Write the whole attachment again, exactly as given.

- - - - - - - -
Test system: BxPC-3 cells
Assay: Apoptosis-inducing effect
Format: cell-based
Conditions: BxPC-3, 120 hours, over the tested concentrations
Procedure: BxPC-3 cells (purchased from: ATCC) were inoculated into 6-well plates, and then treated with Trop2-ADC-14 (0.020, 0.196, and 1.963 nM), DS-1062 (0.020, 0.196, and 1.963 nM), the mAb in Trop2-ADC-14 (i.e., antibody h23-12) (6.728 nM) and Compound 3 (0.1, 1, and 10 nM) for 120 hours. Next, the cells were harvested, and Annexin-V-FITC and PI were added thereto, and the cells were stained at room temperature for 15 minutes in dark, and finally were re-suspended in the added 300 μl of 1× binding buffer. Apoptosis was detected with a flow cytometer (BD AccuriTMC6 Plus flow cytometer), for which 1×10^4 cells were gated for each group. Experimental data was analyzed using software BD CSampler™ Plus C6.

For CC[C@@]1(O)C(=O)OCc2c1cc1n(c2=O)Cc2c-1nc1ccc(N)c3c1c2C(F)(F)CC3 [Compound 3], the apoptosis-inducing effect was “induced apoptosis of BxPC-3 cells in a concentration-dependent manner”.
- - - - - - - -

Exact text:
Test system: BxPC-3 cells
Assay: Apoptosis-inducing effect
Format: cell-based
Conditions: BxPC-3, 120 hours, over the tested concentrations
Procedure: BxPC-3 cells (purchased from: ATCC) were inoculated into 6-well plates, and then treated with Trop2-ADC-14 (0.020, 0.196, and 1.963 nM), DS-1062 (0.020, 0.196, and 1.963 nM), the mAb in Trop2-ADC-14 (i.e., antibody h23-12) (6.728 nM) and Compound 3 (0.1, 1, and 10 nM) for 120 hours. Next, the cells were harvested, and Annexin-V-FITC and PI were added thereto, and the cells were stained at room temperature for 15 minutes in dark, and finally were re-suspended in the added 300 μl of 1× binding buffer. Apoptosis was detected with a flow cytometer (BD AccuriTMC6 Plus flow cytometer), for which 1×10^4 cells were gated for each group. Experimental data was analyzed using software BD CSampler™ Plus C6.

For CC[C@@]1(O)C(=O)OCc2c1cc1n(c2=O)Cc2c-1nc1ccc(N)c3c1c2C(F)(F)CC3 [Compound 3], the apoptosis-inducing effect was “induced apoptosis of BxPC-3 cells in a concentration-dependent manner”.